A tale of family history and legend, Salt takes place on the windswept Norfolk salt marches, a low sweeping bank of sand, gravel, mud and dunes
that stretches along the Coast of East Anglia all the way to the North Sea. The novel begins at the height of the
Second World War when a reclusive young girl called Goose half-carries, half-drags a man from the shore to her cottage.
Crumpled and guilty, this "mud-man" shivers and coughs while she unhooks a tin bath in order to wash him. His name is Hands, and he's a downed German airman with the palest blue eyes she's ever seen. Hands stays for a while, helping fix Goose's ramshackle cottage, and he even fancies himself as a bit of a gambler, winning a few card tricks at the local pub.
Even as Goose becomes pregnant by him, Hands is steadily planning his escape. Using Goose's favorite quilt and a map from the local pub to navigate, he caulks and pitches a clinker boat and sails his rickety craft into the choppy water of the North Sea, which takes him away for good.
The man's last known whereabouts are bailing the boat in the middle of one of the biggest storms the coast has ever seen.
Having been abandoned by her father, little Lil' Mardler grows older, and at sixteen inhabits a landscape that is so big and flat it seems the edges slope up into the sky. She also becomes in tune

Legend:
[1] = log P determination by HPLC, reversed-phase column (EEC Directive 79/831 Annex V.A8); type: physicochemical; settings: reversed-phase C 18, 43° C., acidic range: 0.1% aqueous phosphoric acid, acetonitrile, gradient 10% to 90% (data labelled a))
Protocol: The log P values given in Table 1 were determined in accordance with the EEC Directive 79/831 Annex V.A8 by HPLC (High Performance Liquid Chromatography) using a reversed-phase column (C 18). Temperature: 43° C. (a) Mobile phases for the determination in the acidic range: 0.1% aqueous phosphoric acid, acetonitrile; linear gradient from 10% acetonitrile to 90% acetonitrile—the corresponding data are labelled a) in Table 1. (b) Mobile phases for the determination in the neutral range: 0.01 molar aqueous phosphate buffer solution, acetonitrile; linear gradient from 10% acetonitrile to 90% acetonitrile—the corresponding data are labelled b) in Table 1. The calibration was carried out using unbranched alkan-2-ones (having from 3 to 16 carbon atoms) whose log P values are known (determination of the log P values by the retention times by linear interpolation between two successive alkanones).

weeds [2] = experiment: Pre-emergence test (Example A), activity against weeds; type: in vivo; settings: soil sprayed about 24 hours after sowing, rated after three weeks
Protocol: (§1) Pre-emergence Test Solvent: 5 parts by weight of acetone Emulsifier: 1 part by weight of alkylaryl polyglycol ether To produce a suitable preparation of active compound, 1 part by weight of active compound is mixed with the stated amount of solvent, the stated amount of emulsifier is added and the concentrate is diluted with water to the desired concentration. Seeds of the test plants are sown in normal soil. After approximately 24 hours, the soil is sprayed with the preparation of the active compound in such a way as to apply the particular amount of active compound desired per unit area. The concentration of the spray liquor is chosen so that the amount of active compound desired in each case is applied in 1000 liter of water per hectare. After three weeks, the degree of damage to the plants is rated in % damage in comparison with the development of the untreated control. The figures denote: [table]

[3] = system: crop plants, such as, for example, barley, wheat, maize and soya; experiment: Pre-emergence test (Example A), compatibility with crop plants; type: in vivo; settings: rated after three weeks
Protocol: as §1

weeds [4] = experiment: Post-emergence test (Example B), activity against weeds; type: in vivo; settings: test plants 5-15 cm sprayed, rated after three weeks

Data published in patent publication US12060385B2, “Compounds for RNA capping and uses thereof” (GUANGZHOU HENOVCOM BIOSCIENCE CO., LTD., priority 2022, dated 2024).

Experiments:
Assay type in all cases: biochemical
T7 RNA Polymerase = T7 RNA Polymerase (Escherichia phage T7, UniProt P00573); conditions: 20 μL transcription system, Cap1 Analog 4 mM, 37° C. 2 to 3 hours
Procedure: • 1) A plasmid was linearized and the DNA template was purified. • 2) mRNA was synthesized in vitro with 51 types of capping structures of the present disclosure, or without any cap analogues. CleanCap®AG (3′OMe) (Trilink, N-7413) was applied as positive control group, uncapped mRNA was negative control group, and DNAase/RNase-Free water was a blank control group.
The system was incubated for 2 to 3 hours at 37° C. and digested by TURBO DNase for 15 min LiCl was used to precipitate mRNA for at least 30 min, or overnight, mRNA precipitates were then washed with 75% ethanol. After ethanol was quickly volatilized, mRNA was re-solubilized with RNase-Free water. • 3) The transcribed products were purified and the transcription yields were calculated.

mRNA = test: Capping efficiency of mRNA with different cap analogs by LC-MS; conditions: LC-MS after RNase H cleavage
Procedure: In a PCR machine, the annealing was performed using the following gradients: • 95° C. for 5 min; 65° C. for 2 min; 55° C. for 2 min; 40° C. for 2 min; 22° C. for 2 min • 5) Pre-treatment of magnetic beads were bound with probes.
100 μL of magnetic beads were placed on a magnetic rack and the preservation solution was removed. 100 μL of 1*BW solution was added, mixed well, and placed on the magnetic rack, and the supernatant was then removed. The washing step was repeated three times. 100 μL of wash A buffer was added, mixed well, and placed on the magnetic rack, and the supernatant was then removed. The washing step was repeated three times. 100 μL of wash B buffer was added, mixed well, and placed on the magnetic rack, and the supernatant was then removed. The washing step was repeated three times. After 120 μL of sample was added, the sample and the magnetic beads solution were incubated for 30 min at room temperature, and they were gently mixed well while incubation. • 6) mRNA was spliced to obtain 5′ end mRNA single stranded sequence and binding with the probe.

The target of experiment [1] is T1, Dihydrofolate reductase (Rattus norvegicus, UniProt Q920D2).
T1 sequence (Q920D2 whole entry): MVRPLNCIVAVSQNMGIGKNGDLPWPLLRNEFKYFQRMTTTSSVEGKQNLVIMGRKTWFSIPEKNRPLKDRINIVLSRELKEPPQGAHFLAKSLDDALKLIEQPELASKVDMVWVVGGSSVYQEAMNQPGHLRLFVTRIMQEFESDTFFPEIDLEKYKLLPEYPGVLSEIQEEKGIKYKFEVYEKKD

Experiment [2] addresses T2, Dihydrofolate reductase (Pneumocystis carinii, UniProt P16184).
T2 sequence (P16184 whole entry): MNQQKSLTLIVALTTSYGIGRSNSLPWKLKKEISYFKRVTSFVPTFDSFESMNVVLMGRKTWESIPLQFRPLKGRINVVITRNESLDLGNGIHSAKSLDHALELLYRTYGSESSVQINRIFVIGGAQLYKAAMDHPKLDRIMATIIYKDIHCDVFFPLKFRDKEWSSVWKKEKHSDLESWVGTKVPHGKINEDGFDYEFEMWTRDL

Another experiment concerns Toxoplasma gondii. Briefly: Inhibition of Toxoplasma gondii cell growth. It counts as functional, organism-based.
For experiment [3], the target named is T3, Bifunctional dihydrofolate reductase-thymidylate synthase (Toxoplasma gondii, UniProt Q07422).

with Goose and the way her mother can strangely read the clouds, all of the flat caps and tidal clouds, and the scale clouds that seem to fall out of a "mackerel sky."
Lil remains her mother's silent partner, spell-bound by her side as Goose works fast, listening to the clouds as she hears
"these stories that steadily fill her head." But when she meets George and Kipper Langore after so many solitary years as a marsh girl, she deserts her mother, heading off for a new life with George, driving a car that he's borrowed, her crabbing line her only possession.
Buoyed along by youthful enthusiasm, George promises Lil that he'll dig up his great-uncle's farming past, comforted by his own reputation as a gamekeeper-cum-stockman on a local estate. This world, however, is a place where Lil feels totally excluded.
She receives no visitors and no phone calls, and the birth of her young son, Pip, does little to assuage the loneliness and depression that steadily
enfolds her world.
Narrated by Pip, the novel is a lovingly rendered homage to the landscape of Norfolk, where a complicated fabric of stories, lies and mythologies is passed down from each generation. Author Jeremy Page does a beautiful job of presenting the ceaseless choreography of tides, creeks, birds and salt, and the story, for the most part, is generally refreshingly vigorous.
This is undoubtedly Pip's story as he orbits his family, where time is pulled elastically all around him, layering his new world with overlapping visions on these salt marshes that stretch into the vast blackness of the Norfolk night, "the silent avenues over the dark countryside of Norfolk taking me this way and that, linking scenes and stories into which I drifted."
The problem with Salt is that there isn't much of a plot, and
much of the narrative often comes across as repetitive; consequently the tale is a bit sluggish in periods. Still, Page manages to imbue his story with a special descriptive magic as he traces Pip's journey from a boy, where he cannot speak, to his bourgeoning adolescent sexuality and his eventual attraction to Elsie, a young redheaded local girl who catches his eye, and also his heart.